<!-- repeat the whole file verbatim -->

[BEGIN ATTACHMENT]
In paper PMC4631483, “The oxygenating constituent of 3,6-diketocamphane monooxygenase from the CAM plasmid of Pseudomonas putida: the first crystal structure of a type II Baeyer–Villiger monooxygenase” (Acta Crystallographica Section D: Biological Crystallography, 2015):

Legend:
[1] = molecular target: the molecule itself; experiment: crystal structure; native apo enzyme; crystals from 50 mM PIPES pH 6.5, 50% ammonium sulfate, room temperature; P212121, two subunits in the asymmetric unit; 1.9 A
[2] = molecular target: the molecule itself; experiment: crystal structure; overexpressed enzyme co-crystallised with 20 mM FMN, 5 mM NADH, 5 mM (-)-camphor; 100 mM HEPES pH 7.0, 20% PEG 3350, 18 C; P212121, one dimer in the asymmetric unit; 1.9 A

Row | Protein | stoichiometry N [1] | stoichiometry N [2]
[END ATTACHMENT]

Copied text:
In paper PMC4631483, “The oxygenating constituent of 3,6-diketocamphane monooxygenase from the CAM plasmid of Pseudomonas putida: the first crystal structure of a type II Baeyer–Villiger monooxygenase” (Acta Crystallographica Section D: Biological Crystallography, 2015):

Legend:
[1] = molecular target: the molecule itself; experiment: crystal structure; native apo enzyme; crystals from 50 mM PIPES pH 6.5, 50% ammonium sulfate, room temperature; P212121, two subunits in the asymmetric unit; 1.9 A
[2] = molecular target: the molecule itself; experiment: crystal structure; overexpressed enzyme co-crystallised with 20 mM FMN, 5 mM NADH, 5 mM (-)-camphor; 100 mM HEPES pH 7.0, 20% PEG 3350, 18 C; P212121, one dimer in the asymmetric unit; 1.9 A

Row | Protein | stoichiometry N [1] | stoichiometry N [2]